Sy Hersh's article on the coming invasion of Iran: http://www.newyorker.com/reporting/2007/10/08/071008fa_fact_hersh?printable=true
Vaclav Havel on global warming: http://www.nytimes.com/2007/09/27/opinion/27havel.html?ex=1348545600&en=ade3d5bdf14b602a&ei=5088&partner=rssnyt&emc=rss
Planning for the eventual withdrawal in the New Yorker: http://www.newyorker.com/reporting/2007/09/17/070917fa_fact_packer?printable=true
A.V. Club idolizes the music of 1997; I remain skeptical: http://www.avclub.com/content/feature/it_was_40_10_years_ago_today_18/1
The relay computer is awesome: http://www.electronixandmore.com/project/relaycomputertwo/
"Order is illegal! It goes against the laws of thermodynamics!": http://dieselsweeties.com/archive.php?s=1778
Yours(1) Latino(2) Lover(3)
1) Not really "yours", more "community". I love "you" but "you" need to realize that I need to be seeing other people.
2) Not really "Latino". Unless of course my Spanish or Brazilian friends would like to name me an "honorary Latino" or "Latino by association". I'd be definitely down with that. The only food I can make that is eatable and doesn't force the fire department to evacuate the building before are nachos. I'm a definition of grace in the kitchen. "Whatever you have in the kitchen I will make it burn" is my motto. Plus I'm sporting quite an attitude to boot. "Make Zack a Latino" campaign. We can make it work!
3) Not really "lover". More "no feelings haver". Though technically I've worked on software for so long that hate is, next to sarcasm, my primary export.
Here's an idea I saw floated recently as a way to counteract some of the perceived changes in culture at the UofC (i.e. away from us Life-of-the-Mind types who took pride in the "Where Fun Comes to Die" slogan and towards something more typical of your average high-end university): prospie the ScavHunt. Which is to say, organize a guerilla prospie weekend that coincides with the Scavenger Hunt, and distribute them to the teams as, I don't know, something like interns.
It seems to me that getting this off the ground could be logistically tricky, but given ScavHunt's standing, it shouldn't be hard to actually recruit the sort of students who would go for this. On the other hand, mixing high-school students with ScavHunt might be a recipe for the sort of shenanigans that would attract the Administration's attention very quickly.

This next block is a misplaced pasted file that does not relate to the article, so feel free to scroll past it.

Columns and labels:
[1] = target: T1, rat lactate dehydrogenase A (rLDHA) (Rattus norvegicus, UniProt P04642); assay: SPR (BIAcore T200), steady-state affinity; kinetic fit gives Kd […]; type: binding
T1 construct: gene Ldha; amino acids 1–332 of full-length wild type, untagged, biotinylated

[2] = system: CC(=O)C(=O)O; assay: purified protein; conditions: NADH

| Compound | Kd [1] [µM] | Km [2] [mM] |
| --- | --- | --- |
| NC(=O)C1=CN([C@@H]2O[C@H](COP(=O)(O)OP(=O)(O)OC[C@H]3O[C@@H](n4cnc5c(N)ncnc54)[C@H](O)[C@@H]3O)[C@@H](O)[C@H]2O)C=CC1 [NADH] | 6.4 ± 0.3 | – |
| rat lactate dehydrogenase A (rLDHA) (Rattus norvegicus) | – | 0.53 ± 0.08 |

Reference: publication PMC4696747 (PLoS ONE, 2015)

ScavHunt generally, and the FIST in particular, are the most amazing communities I've ever had the joy of existing within. However, they're very ephemeral, and before and after, somewhat fragmented. This is less true among the Hyde Park residents who daily inhabit this physical, if not particular, mileaux. And what I really want is to live among them in this fantastic life they lead. But I can't, since I'm in Minneapolis.
The first step to change that is to keep the group in more active communication. Social networking tools could play a role here. A FIST blog community, for instance, as a natural outgrowth of e.g. the commenters on Connor's Blue Skies Falling could go a long way. So I'll send a poll to the FIST list shortly after the hunt asking if people would be interested in this, what format they'd prefer (blogspot, LJ community, wiki with forums, Facebook linkage, other).
The second step is to immerse myself in similar community structures in Minneapolis, and get away from the model of living out of my desk space in the lab. This will require that I be more directed and efficient in my research, so that my evenings are more routinely my own. It will also require that I identify and explore the social venues that provide the physical milieux for such communities.